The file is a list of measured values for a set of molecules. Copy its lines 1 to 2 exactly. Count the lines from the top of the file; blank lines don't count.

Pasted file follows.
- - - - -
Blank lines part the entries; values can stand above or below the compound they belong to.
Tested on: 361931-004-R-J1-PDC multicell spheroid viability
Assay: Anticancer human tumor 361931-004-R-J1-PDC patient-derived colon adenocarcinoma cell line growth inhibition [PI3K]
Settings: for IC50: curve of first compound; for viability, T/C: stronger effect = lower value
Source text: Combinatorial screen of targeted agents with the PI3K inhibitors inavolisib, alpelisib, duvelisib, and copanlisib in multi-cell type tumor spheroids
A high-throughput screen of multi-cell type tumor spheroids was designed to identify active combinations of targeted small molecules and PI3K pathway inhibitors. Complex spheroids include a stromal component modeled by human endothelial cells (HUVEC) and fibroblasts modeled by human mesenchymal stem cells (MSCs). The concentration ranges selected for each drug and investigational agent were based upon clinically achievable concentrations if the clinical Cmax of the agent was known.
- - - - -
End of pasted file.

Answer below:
Blank lines part the entries; values can stand above or below the compound they belong to.
Tested on: 361931-004-R-J1-PDC multicell spheroid viability